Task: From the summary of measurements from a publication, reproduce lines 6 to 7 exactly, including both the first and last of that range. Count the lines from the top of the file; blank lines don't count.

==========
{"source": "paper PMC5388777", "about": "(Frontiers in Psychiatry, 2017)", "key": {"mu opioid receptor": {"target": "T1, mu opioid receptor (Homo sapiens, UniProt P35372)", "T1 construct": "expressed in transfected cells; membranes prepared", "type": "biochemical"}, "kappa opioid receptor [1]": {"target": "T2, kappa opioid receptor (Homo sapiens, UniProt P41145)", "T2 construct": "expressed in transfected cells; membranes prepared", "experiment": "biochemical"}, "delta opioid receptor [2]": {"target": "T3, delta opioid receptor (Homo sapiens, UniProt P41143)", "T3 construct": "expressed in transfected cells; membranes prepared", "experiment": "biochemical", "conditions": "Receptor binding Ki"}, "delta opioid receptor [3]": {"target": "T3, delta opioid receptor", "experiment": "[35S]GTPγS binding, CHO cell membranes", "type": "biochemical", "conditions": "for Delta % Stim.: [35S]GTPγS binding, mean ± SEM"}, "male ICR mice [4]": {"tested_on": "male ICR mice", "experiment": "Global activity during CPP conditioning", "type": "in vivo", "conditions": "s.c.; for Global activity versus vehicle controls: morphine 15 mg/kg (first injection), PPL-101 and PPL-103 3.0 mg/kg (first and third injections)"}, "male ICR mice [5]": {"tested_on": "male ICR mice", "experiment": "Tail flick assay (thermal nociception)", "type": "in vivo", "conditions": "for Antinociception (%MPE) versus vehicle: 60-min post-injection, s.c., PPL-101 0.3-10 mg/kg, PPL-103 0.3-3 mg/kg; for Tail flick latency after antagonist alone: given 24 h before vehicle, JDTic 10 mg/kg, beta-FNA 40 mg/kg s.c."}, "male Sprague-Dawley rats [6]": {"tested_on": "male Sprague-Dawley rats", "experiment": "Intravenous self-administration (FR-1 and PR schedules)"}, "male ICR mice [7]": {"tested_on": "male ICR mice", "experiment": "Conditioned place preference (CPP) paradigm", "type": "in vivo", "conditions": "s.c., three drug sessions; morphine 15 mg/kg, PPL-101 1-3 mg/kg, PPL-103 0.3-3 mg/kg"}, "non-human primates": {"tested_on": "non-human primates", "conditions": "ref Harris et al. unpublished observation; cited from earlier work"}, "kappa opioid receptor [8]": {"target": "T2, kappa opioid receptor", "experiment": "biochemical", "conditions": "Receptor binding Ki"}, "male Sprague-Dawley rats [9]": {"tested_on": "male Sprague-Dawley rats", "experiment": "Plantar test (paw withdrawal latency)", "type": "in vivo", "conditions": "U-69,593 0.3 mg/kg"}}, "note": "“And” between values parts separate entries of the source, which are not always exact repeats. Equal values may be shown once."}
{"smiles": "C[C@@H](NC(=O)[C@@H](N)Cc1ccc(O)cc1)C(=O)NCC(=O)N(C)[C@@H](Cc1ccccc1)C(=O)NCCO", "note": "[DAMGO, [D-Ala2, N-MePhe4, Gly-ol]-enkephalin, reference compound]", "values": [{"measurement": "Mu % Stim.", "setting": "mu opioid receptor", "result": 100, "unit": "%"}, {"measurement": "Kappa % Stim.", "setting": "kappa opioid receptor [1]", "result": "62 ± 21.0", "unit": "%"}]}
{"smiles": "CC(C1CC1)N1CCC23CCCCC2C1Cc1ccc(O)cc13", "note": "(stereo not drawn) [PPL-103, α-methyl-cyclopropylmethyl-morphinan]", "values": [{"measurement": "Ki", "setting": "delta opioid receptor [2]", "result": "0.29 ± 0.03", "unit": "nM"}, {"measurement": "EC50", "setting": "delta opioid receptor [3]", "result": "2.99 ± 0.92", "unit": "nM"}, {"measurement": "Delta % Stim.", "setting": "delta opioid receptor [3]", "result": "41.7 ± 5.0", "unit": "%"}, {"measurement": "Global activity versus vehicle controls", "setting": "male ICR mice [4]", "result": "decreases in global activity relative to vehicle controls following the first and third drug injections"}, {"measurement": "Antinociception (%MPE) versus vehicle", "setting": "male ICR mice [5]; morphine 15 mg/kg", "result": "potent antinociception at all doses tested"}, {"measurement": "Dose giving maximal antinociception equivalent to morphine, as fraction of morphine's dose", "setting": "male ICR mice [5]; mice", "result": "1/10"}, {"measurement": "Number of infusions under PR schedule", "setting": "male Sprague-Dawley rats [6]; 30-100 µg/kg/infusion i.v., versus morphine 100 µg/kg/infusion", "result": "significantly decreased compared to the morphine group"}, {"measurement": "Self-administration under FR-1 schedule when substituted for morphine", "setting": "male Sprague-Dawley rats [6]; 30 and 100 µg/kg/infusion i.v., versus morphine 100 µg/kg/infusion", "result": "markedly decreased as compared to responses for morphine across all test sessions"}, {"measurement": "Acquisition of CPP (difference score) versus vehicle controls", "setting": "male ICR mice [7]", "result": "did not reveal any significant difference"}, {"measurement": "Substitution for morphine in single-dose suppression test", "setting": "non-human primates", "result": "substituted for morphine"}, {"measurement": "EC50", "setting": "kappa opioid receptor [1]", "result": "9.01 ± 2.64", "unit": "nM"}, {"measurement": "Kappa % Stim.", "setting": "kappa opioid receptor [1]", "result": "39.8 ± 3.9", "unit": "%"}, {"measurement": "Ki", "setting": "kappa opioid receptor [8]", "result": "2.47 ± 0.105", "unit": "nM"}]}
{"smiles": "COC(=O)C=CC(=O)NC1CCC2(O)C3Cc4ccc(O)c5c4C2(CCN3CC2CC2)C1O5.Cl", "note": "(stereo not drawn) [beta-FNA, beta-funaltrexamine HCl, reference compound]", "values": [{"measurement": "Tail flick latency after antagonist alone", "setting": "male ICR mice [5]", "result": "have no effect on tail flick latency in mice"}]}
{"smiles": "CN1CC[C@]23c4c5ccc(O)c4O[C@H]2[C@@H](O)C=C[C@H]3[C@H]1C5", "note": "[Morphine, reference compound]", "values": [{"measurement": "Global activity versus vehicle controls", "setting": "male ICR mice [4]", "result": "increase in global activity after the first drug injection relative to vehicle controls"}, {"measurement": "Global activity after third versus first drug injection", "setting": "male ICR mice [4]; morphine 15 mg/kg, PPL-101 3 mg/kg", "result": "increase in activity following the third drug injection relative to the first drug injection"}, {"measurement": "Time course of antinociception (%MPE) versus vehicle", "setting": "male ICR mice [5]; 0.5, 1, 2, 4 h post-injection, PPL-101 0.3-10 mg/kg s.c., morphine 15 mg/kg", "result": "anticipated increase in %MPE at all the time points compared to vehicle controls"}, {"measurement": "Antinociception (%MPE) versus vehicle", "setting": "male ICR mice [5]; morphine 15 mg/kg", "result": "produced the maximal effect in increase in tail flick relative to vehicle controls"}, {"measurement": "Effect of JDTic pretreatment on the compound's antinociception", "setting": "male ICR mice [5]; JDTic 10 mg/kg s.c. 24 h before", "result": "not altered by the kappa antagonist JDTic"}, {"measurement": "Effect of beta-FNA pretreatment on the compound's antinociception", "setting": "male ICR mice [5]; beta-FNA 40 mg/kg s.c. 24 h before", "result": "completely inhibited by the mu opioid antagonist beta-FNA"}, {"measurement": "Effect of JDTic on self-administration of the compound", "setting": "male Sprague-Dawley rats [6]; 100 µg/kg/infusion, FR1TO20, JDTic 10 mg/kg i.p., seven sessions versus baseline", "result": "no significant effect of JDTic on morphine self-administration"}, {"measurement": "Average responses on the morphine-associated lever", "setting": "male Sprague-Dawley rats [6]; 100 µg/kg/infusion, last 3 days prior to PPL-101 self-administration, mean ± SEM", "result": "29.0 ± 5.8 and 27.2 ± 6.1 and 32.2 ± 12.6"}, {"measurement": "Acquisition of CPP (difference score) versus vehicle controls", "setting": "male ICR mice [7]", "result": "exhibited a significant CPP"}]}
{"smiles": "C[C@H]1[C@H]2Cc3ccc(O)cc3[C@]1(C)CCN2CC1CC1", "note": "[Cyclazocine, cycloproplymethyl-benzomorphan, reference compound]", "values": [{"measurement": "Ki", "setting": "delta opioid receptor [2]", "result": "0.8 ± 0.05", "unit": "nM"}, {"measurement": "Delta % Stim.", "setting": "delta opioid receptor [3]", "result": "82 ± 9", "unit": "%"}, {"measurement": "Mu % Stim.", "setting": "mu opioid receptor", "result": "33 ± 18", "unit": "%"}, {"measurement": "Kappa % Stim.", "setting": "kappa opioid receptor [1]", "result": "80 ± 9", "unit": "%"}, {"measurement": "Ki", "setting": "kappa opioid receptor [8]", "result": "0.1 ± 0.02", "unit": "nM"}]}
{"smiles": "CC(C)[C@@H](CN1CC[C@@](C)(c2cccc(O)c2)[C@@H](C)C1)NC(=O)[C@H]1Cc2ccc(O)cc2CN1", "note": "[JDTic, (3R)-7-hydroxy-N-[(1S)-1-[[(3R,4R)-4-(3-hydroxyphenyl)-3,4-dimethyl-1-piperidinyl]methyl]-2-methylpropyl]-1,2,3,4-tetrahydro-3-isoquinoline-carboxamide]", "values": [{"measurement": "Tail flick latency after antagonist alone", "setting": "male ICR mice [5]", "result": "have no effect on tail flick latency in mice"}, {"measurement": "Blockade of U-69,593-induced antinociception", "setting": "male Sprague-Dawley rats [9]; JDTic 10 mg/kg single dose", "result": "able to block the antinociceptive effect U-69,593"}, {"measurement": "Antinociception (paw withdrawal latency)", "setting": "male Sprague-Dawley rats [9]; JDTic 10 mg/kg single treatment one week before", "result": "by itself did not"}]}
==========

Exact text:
{"smiles": "C[C@H]1[C@H]2Cc3ccc(O)cc3[C@]1(C)CCN2CC1CC1", "note": "[Cyclazocine, cycloproplymethyl-benzomorphan, reference compound]", "values": [{"measurement": "Ki", "setting": "delta opioid receptor [2]", "result": "0.8 ± 0.05", "unit": "nM"}, {"measurement": "Delta % Stim.", "setting": "delta opioid receptor [3]", "result": "82 ± 9", "unit": "%"}, {"measurement": "Mu % Stim.", "setting": "mu opioid receptor", "result": "33 ± 18", "unit": "%"}, {"measurement": "Kappa % Stim.", "setting": "kappa opioid receptor [1]", "result": "80 ± 9", "unit": "%"}, {"measurement": "Ki", "setting": "kappa opioid receptor [8]", "result": "0.1 ± 0.02", "unit": "nM"}]}
{"smiles": "CC(C)[C@@H](CN1CC[C@@](C)(c2cccc(O)c2)[C@@H](C)C1)NC(=O)[C@H]1Cc2ccc(O)cc2CN1", "note": "[JDTic, (3R)-7-hydroxy-N-[(1S)-1-[[(3R,4R)-4-(3-hydroxyphenyl)-3,4-dimethyl-1-piperidinyl]methyl]-2-methylpropyl]-1,2,3,4-tetrahydro-3-isoquinoline-carboxamide]", "values": [{"measurement": "Tail flick latency after antagonist alone", "setting": "male ICR mice [5]", "result": "have no effect on tail flick latency in mice"}, {"measurement": "Blockade of U-69,593-induced antinociception", "setting": "male Sprague-Dawley rats [9]; JDTic 10 mg/kg single dose", "result": "able to block the antinociceptive effect U-69,593"}, {"measurement": "Antinociception (paw withdrawal latency)", "setting": "male Sprague-Dawley rats [9]; JDTic 10 mg/kg single treatment one week before", "result": "by itself did not"}]}